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Is it possible to get a material which yellow in normal light and doesn't reflect spectral yellow?

Imagine an object which reflects only green and red spectral colors. In normal light, it should appear yellow. But when we light up this object by spectral yellow color, it should appear dark, because ...
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Reflection on a surface: Focused or non-focused? [closed]

For an experiment with my students I want them to measure the reflection of 1x1x1 cm cubes with different surfaces(wood, alu, super black) All studs will have its own little "black box", ...
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Does destructive interference of photons destroy energy? [duplicate]

I am wondering about if two light beams comes in opposite phases exactly against each other, destructive interference will happen. From what I have found on the internet many say that energy is not ...
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Absorption spectrum of white light of the Sun

When some photons in the white light from the sun are absorbed, this means some wavelengths will be missing, so how does that light still appear 'white', although some of its constituents are missing?
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Specular and diffuse reflection at the same time

if we know that tomatoes absorb all the light and reflect the red diffusely, how can we see the reflection of all the light specularly at the shinnig point? there isnt an absorption of other colors at ...
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Extent of scattering of light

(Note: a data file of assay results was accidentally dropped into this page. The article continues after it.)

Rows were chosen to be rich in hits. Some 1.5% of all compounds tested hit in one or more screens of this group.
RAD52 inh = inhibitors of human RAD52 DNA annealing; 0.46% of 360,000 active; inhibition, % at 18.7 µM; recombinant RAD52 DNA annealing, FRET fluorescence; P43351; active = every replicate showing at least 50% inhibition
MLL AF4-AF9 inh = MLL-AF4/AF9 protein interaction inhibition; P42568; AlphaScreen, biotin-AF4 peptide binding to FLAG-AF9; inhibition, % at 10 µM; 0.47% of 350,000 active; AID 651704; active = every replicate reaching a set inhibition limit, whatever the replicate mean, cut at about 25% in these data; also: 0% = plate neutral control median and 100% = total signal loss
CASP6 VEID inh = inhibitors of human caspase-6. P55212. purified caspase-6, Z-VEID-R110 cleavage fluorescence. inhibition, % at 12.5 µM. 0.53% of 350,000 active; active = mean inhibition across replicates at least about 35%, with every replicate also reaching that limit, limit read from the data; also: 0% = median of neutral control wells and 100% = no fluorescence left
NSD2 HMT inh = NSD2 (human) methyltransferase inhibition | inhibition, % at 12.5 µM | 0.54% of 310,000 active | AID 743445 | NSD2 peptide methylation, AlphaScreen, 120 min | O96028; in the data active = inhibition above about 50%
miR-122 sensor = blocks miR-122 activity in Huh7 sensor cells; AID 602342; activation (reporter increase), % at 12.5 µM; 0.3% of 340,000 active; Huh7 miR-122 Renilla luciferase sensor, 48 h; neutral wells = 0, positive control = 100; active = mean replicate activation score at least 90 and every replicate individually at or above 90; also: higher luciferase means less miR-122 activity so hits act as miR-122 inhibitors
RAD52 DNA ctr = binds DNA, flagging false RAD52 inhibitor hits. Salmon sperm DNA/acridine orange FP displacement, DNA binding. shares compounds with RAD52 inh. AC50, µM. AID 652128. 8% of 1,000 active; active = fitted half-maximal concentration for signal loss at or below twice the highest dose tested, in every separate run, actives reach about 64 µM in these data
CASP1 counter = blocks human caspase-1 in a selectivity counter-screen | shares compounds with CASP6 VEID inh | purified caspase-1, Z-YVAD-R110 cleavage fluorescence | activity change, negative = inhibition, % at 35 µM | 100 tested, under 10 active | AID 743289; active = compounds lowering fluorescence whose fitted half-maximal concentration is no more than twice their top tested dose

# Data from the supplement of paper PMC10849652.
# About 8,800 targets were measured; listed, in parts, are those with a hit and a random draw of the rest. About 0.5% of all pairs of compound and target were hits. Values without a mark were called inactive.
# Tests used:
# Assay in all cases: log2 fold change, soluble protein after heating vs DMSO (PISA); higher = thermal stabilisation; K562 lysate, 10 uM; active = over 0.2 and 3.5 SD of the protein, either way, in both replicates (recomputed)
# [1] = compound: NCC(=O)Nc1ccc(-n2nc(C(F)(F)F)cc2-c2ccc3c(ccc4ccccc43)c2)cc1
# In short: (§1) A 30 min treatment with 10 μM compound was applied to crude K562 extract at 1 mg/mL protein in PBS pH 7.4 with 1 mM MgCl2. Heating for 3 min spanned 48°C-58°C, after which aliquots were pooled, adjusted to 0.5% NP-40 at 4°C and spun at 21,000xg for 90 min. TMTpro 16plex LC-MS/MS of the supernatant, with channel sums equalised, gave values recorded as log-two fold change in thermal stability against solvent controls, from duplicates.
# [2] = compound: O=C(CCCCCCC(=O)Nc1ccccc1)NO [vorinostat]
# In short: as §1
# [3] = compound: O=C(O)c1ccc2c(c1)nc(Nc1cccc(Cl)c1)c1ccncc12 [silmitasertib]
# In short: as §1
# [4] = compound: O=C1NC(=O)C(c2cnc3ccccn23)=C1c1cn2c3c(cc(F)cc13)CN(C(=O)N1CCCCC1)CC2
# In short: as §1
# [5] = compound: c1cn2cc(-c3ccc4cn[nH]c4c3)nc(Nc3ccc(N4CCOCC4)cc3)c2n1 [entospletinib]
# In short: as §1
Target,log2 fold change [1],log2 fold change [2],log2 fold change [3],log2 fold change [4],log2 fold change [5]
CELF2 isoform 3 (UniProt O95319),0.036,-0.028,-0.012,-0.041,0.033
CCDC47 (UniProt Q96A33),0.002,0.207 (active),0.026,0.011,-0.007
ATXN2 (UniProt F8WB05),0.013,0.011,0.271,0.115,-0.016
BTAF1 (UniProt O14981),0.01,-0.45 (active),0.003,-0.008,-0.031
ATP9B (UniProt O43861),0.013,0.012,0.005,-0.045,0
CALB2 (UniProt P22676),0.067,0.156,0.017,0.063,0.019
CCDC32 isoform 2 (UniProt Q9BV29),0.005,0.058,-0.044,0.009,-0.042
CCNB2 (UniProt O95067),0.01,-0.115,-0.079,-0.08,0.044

I am absolutely no expert in physics but I really want this question answered and the reputation of the forum is good. So my question is if I have a magnifying glass, for example, it can fix the light ...
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How do we define a color? [duplicate]

Is Black a color or just the absence of others colors/light . What actually constituents colors? How do we define if something is a color or not?
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Are radiance and luminance really independent of distance to observer?

Recently, I learned that apparently both radiance and luminance are independent of the distance between the light emitting object and the observer. The reasoning was that although the radiant/...
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How come $P=Fv$ applies to light? [duplicate]

I was asked the following question in a physics worksheet: A $2.0 \,\mathrm{mW}$ laser is shone onto a metal plate. The cross-sectional area of the beam is $4.0\times 10^{-6} \, \mathrm m^2$. Assume ...
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Glass Slab to Prism! [closed]

Hi I want to know how the refraction of light takes place in different cases! Like Here is an image In this case the light refracte simply. While in the prism refraction of light becomes quite tricky....
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Can a convex lens form a real image of a virtual object?

What is a virtual image? How is a real image formed from a virtual object in the case of a convex lens?